Bill Schmitt
Senior Communications Manager
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ChristianaCare joins the Food and Drug Administration’s national Expanded Access Program for Convalescent Plasma

ChristianaCare has treated its first hospitalized COVID-19 patient with plasma donated by individuals who have recovered from COVID-19.

ChristianaCare is partnering with the Blood Bank of Delmarva in the Food and Drug Administration’s (FDA) national Expanded Access Program (EAP) for Convalescent Plasma as a treatment protocol for COVID-19. ChristianaCare is one of more than 1,600 health care institutions across the United States registered in the program under the leadership of the Mayo Clinic.

Convalescent plasma is collected from individuals who have recovered from the virus, and it is administered to patients with COVID-19 who are at high risk of progression to a severe or life-threatening stage of the disease. Antibodies present in blood plasma of patients who have fully recovered are known to help fight infection. Over the past century, convalescent plasma has been safely collected and used at various times to treat polio, measles, hepatitis B, influenza, Ebola and other pathogens.

Qualifying donors are people who previously tested positive for COVID-19, but since fully-recovered and symptom free for 14 days or longer.

“In our continuing effort to provide the highest level of care to our community during this pandemic, ChristianaCare is facilitating access to investigational convalescent plasma by participating in the National Expanded Access Treatment Protocol,” said Infection Disease Specialist Alfred Bacon, M.D., medical director of clinical trials at the ChristianaCare Medical Group and principal investigator of the study. “We are working closely with the Blood Bank of Delmarva in the collection of blood plasma so it is available in our hospitals and are looking to bring new patients into the program if they are appropriate for the treatment. A key to the success of this program is recovered patients willing to donate their plasma.”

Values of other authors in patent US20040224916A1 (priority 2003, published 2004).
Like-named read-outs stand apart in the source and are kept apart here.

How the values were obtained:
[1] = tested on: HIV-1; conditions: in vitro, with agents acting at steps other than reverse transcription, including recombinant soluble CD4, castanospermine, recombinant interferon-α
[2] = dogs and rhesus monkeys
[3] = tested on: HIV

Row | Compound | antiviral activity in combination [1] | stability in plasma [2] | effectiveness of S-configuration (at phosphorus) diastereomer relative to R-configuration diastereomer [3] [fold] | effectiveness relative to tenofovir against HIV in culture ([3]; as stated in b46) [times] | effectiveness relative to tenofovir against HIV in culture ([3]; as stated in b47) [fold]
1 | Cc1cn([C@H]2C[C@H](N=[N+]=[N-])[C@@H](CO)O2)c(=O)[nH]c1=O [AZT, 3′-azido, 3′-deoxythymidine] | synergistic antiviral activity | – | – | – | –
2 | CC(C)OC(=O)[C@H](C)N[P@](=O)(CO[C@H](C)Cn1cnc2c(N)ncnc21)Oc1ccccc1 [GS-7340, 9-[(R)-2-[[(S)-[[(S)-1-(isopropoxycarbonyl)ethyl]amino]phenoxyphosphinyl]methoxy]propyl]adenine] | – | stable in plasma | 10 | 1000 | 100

Before donated blood can be used, it is tested for safety. Then it goes through a process to separate the blood cells so that all that is left is the plasma with the antibodies. A single plasma donation has the potential to help up to four patients with COVID-19.

An Expanded Access Program (EAP) under the FDA is the mechanism by which access to certain investigational new drugs or treatments are made available outside of clinical trials. The focus of an EAP is to provide treatment, whereas a clinical trial is focused on research.

Initial data available from studies using COVID-19 convalescent plasma indicate that a single infusion of plasma has shown benefit for some patients. It is not known if this treatment will or will not help those with COVID-19 or if it will have any harmful effects, but this is one of a few promising treatments that we have at present. This program also will help researchers collect important information on patients who received the treatment.

Those who have recovered from COVID-19 (14 days symptom free) are encouraged to register online at

For additional information about convalescent plasma for the treatment of patients with COVID-19, visit


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About ChristianaCare

Headquartered in Wilmington, Delaware, ChristianaCare is one of the country’s most dynamic health care organizations, centered on improving health outcomes, making high-quality care more accessible and lowering health care costs. ChristianaCare includes an extensive network of primary care and outpatient services, home health care, urgent care centers, three hospitals (1,430 beds), a freestanding emergency department, a Level I trauma center and a Level III neonatal intensive care unit, a comprehensive stroke center and regional centers of excellence in heart and vascular care, cancer care and women’s health. It also includes the pioneering Gene Editing Institute.

ChristianaCare is nationally recognized as a great place to work, rated by Forbes as the 2nd best health system for diversity and inclusion, and the 29th best health system to work for in the United States, and by IDG Computerworld as one of the nation’s Best Places to Work in IT. ChristianaCare is rated by Healthgrades as one of America’s 50 Best Hospitals and continually ranked among the nation’s best by U.S. News & World Report, Newsweek and other national quality ratings. ChristianaCare is a nonprofit teaching health system with more than 260 residents and fellows. With its groundbreaking Center for Virtual Health and a focus on population health and value-based care, ChristianaCare is shaping the future of health care.